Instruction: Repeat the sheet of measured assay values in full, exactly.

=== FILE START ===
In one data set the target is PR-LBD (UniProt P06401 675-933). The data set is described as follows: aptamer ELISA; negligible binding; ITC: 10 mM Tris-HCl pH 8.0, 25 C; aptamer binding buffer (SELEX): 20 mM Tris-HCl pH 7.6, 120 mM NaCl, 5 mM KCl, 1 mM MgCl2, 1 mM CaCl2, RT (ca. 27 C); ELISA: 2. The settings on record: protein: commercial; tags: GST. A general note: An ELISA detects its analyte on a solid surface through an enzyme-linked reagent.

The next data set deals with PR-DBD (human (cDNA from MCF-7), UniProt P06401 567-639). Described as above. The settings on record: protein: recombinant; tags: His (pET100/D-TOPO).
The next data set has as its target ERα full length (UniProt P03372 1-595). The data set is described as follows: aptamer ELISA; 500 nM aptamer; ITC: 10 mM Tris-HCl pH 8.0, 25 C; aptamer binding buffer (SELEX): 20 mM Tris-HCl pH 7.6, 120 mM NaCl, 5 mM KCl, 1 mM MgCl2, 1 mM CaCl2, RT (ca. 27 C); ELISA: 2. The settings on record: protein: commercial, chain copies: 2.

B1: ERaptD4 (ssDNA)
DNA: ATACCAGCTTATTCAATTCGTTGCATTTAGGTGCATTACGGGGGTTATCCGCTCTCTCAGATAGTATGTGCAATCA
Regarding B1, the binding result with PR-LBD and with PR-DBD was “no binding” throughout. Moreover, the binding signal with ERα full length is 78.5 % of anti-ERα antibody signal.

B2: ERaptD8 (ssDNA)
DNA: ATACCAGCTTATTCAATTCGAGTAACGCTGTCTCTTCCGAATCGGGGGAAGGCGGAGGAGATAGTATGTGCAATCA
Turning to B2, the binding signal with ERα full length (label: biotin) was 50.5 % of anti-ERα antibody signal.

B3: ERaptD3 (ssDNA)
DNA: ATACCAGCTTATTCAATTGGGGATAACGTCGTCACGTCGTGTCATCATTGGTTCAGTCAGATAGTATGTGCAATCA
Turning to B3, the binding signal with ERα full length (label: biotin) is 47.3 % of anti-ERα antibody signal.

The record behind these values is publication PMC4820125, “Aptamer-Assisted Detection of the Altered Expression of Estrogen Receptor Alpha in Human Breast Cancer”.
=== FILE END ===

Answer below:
In one data set the target is PR-LBD (UniProt P06401 675-933). The data set is described as follows: aptamer ELISA; negligible binding; ITC: 10 mM Tris-HCl pH 8.0, 25 C; aptamer binding buffer (SELEX): 20 mM Tris-HCl pH 7.6, 120 mM NaCl, 5 mM KCl, 1 mM MgCl2, 1 mM CaCl2, RT (ca. 27 C); ELISA: 2. The settings on record: protein: commercial; tags: GST. A general note: An ELISA detects its analyte on a solid surface through an enzyme-linked reagent.

The next data set deals with PR-DBD (human (cDNA from MCF-7), UniProt P06401 567-639). Described as above. The settings on record: protein: recombinant; tags: His (pET100/D-TOPO).
The next data set has as its target ERα full length (UniProt P03372 1-595). The data set is described as follows: aptamer ELISA; 500 nM aptamer; ITC: 10 mM Tris-HCl pH 8.0, 25 C; aptamer binding buffer (SELEX): 20 mM Tris-HCl pH 7.6, 120 mM NaCl, 5 mM KCl, 1 mM MgCl2, 1 mM CaCl2, RT (ca. 27 C); ELISA: 2. The settings on record: protein: commercial, chain copies: 2.

B1: ERaptD4 (ssDNA)
DNA: ATACCAGCTTATTCAATTCGTTGCATTTAGGTGCATTACGGGGGTTATCCGCTCTCTCAGATAGTATGTGCAATCA
Regarding B1, the binding result with PR-LBD and with PR-DBD was “no binding” throughout. Moreover, the binding signal with ERα full length is 78.5 % of anti-ERα antibody signal.

B2: ERaptD8 (ssDNA)
DNA: ATACCAGCTTATTCAATTCGAGTAACGCTGTCTCTTCCGAATCGGGGGAAGGCGGAGGAGATAGTATGTGCAATCA
Turning to B2, the binding signal with ERα full length (label: biotin) was 50.5 % of anti-ERα antibody signal.

B3: ERaptD3 (ssDNA)
DNA: ATACCAGCTTATTCAATTGGGGATAACGTCGTCACGTCGTGTCATCATTGGTTCAGTCAGATAGTATGTGCAATCA
Turning to B3, the binding signal with ERα full length (label: biotin) is 47.3 % of anti-ERα antibody signal.

The record behind these values is publication PMC4820125, “Aptamer-Assisted Detection of the Altered Expression of Estrogen Receptor Alpha in Human Breast Cancer”.